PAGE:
C Preprocessor Remove Trailing Comma

At least in GCC 5.4.0, on Cygwin (default -std=gnu11), this appears to do what you want (assuming I understand your question correctly):

#define C( a... ) ( char *[] ){ a 0 }
                                 ^ no comma!    
C( "a", "b", ) 
           ^ comma here
=> ( char *[] )( "a", "b", 0 }

=> ( char *[] ){ 0 }

Tested with gcc -E and no other command-line options.

Edit As @KerrekSB noted, this is not portable. The GCC preprocessor docs have this to say (emphasis added):

The above explanation is ambiguous about the case where the only macro parameter is a variable arguments parameter [as in this situation-Ed.], as it is meaningless to try to distinguish whether no argument at all is an empty argument or a missing argument. In this case the C99 standard is clear that the comma must remain, however the existing GCC extension used to swallow the comma. So CPP retains the comma when conforming to a specific C standard, and drops it otherwise.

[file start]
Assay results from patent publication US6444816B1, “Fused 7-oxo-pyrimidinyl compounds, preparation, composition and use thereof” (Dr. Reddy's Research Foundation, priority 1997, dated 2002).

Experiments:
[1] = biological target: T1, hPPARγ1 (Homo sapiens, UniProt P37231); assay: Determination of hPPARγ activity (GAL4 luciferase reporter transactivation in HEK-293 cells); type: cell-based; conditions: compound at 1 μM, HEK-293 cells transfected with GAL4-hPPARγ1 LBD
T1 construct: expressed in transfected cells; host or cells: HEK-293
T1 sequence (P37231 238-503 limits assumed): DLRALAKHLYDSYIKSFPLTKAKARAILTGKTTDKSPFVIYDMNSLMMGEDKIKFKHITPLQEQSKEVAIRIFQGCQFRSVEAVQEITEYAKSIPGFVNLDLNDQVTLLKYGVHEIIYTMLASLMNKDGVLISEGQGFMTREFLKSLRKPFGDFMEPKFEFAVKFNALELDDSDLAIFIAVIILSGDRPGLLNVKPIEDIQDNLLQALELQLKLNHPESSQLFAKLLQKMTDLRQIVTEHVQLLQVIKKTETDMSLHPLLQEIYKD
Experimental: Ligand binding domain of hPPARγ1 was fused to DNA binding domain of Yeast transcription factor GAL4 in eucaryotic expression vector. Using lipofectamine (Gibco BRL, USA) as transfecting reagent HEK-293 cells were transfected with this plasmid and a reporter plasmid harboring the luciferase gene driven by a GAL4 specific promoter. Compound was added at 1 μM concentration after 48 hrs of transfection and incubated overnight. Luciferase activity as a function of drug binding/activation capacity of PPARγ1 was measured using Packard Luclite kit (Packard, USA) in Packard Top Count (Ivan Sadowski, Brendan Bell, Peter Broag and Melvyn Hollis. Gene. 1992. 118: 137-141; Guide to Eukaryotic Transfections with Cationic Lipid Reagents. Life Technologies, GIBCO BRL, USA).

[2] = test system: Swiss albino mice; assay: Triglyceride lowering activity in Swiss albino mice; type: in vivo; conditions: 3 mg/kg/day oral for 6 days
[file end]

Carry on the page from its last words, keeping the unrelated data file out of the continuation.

So the above works fine in GCC, but might not on other compilers. However, it does work for me with gcc -std=c90 -E (or c99, or c11).

Check out GCC's __VA_OPT__() function macro that can be used within a variadic macro.

#define C(...) (char *[]) { __VA_ARGS__ __VA_OPT__(,) 0 }

C("a", "b");   expands to (char *[]) { "a", "b" , 0 };
C();           expands to (char *[]) { 0 };

The arguments passed to __VA_OPT__() will only be expanded if __VA_ARGS__ is non-empty.